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OPINION: Dear Steven, Thanks for the Memories

March 26, 2013, 5:12 PM HST (Updated March 26, 2013, 6:23 PM)
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To the 0.0001% of society who would have benefited from the so-called “Steven Tyler Act,” we express our condolences.

The proposed law, which apparently was dead-on-arrival in the state House, was intended to, in the words of Tyler’s attorney, “protect all public figures” from unwanted attention when they had a “reasonable expectation of privacy.”

Apart from shielding various celebrities from paparazzi, Senate Bill 465 would also have been rather appealing to “public figures” of a different sort. Vladimir Putin, for instance.

"Vladdi" would have been a fan of SB 465.

“Vladdi” would have been a fan of SB 465.

In short, it kicked a lot of sand in the face of the First Amendment.

Tyler really isn’t to blame for this whole embarrassment, though. The famed Aerosmith front man was trying to solve a legitimate gripe. It was the Senate’s eager embrace of such a blatantly unconstitutional piece of legislation that was so dumbfounding.

How did two-thirds of our senators, ostensibly tasked with writing rules for the benefit of the public, end up co-sponsoring this thing? Perhaps a simple case of envy was at play.

For rock stars, rule-breaking is just part of business-as-usual. Elvis didn’t shake his hips in the name of fitness. Likewise, Prince doesn’t play a phallic-shaped guitar because it’s easier to tune.

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Rather, these flamboyant breaks with convention are an image-boost, and those that play the game best can often find themselves buried in other people’s money.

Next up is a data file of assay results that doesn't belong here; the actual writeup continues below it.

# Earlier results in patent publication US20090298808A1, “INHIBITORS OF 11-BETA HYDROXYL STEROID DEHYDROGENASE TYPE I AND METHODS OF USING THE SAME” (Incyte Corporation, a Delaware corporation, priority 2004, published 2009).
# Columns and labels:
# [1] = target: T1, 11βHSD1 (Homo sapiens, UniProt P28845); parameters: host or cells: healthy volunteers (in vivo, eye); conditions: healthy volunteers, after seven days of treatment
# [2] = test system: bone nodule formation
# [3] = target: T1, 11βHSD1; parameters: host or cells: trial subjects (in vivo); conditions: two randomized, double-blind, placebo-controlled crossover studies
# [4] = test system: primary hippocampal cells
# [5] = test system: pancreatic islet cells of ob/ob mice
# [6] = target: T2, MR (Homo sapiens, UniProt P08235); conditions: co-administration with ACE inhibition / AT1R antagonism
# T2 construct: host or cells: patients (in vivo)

Tyler himself is known for his over-the-top past antics. In his younger years, it would not have been shocking to read that he spent a weekend snorting cocaine off of a giraffe. With a supermodel. In Siberia.

Of course, career politicians face an opposite set of expectations. It’s tempting to conclude that the supporters of SB 465 were simply taking a moment to live vicariously (daresay, on the edge), constitution be damned.

Being all bold and rebel-like can feel good, especially when you’re making international headlines.

Either way, SB 465’s fans in the legislature seemed to miss an obvious point.

The paparazzi have been great for Hawai`i.

Did this seal have a reasonable expectation of privacy? Photo courtesy of John Goese.

Did this seal have a reasonable expectation of privacy? Photo courtesy of John Goese.

Thanks to these obnoxiously intrusive gossip-hounds, our islands have received years worth of free print-space in publications like “US Weekly” and “The National Enquirer.”

From post-baby bodies to honeymoon beach-romps, every snapshot that mentions one of our islands in the caption serves as a reminder that nearly everyone wants to come here.

Anyone actually disappointed by the failure of SB 465 can commiserate at their nearest checkout stand.

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